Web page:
Do not share this medication with others. Lifestyle changes such as stress reduction programs, exercise and dietary changes may increase
the effectiveness of this medicine. Talk to your doctor or pharmacist about lifestyle changes that might benefit you.
Have your blood pressure and pulse checked regularly while taking this medication. It may be best to learn how to monitor your own blood
pressure and pulse. Discuss this with your doctor.
If you miss a dose, take it as soon as you remember, but not if it is within 4 hours of the next dose. If it is within 4 hours of the
next dose, skip the missed dose and resume your usual dosing schedule. Do not double the dose to catch up.
Store at room temperature between 68-77 degrees F (20-25 degrees C) away from light and moisture. Do not store in the bathroom. Keep
all medicines away from children and pets.
Patients receiving catecholamine-depleting drugs such as reserpine should be closely observed if Propranolol HCl is administered. The added catecholamine-blocking action may produce an excessive reduction of resting sympathetic nervous activity, which may result in hypotension, marked bradycardia, vertigo, syncopal attacks, or orthostatic hypotension.
Caution should be exercised when patients receiving a beta blocker are administered a calcium-channel blocking drug, especially intravenous verapamil, for both agents may depress myocardial contractility or atrioventricular conduction. On rare occasions, the concomitant intravenous use of a beta blocker and verapamil has resulted in serious adverse reactions, especially in patients with severe cardiomyopathy, congestive heart failure, or recent myocardial infarction.
Blunting of the antihypertensive effect of beta-adrenoceptor blocking agents by nonsteroidal anti-inflammatory drugs has been reported.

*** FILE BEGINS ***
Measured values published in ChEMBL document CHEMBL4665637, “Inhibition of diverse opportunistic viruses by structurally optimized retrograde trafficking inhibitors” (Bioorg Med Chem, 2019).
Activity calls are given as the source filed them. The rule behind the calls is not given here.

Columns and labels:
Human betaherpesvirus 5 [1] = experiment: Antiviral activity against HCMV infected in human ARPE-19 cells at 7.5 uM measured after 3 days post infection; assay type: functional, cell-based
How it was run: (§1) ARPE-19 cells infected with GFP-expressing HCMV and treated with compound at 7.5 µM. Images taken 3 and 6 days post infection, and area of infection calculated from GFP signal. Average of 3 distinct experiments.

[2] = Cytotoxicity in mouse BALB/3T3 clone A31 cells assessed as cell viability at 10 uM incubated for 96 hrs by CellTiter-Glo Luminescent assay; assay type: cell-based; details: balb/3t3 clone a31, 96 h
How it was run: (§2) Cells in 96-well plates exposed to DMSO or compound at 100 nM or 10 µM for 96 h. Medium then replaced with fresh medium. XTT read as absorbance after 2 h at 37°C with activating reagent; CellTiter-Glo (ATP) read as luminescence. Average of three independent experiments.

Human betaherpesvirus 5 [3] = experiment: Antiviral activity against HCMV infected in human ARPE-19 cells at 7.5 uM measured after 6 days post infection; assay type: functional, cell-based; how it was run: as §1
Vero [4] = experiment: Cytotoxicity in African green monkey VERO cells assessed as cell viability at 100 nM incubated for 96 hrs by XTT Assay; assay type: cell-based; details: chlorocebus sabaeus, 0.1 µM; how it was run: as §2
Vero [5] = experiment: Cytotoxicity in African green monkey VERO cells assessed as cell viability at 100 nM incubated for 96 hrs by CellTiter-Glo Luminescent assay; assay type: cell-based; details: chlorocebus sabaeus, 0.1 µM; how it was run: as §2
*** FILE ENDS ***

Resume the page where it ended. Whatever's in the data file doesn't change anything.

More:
Hypotension and cardiac arrest have been reported with the concomitant use of propranolol and haloperidol.
Aluminum hydroxide gel: Greatly reduces intestinal absorption of propranolol.
Ethanol: Slows the rate of absorption of propranolol.
Phenytoin, phenobarbitone: and rifampin accelerate propranolol clearance.
Chlorpromazine: When used concomitantly with propranolol, results in increased plasma levels of both drugs.
Antipyrine: and lidocaine have reduced clearance when used concomitantly with propranolol.
Thyroxine: May result in a lower than expected T3 concentration when used concomitantly with propranolol.
Cimetidine Decreases the hepatic metabolism of propranolol, delaying elimination and incre:asing blood levels.
Theophylline: Clearance is reduced when used concomitantly with propranolol.
Propranolol HCl is contraindicated in 1) cardiogenic shock, 2) sinus bradycardia and greater than first degree block, 3) bronchial asthma, 4) congestive heart failure unless the failure is secondary to a tachyarrhythmia treatable with Propranolol HCl.
Additional information about Rapynogen
Rapynogen Indication: For the prophylaxis of migraine.
Mechanism Of Action: Like atenolol and metoprolol, propranolol competes with sympathomimetic neurotransmitters such as catecholamines for binding at beta(1)-adrenergic receptors in the heart and vascular smooth muscle, inhibiting sympathetic stimulation. This results in a reduction in resting heart rate, cardiac output, systolic and diastolic blood pressure, and reflex orthostatic hypotension. Higher doses of atenolol also competitively block beta(2)-adrenergic responses in the bronchial and vascular smooth muscles.
Drug Interactions: Acetohexamide The beta-blocker decreases the symptoms of hypoglycemia
Chlorpropamide The beta-blocker decreases the symptoms of hypoglycemia
Cimetidine Cimetidine increases the effect of the beta-blocker
Clonidine Increased hypertension when clonidine stopped
Disopyramide The beta-blocker increases toxicity of disopyramide
Gliclazide The beta-blocker decreases the symptoms of hypoglycemia
Glipizide The beta-blocker decreases the symptoms of hypoglycemia
Glisoxepide The beta-blocker decreases the symptoms of hypoglycemia
Glibenclamide The beta-blocker decreases the symptoms of hypoglycemia
Glycodiazine The beta-blocker decreases the symptoms of hypoglycemia
Insulin The beta-blocker decreases the symptoms of hypoglycemia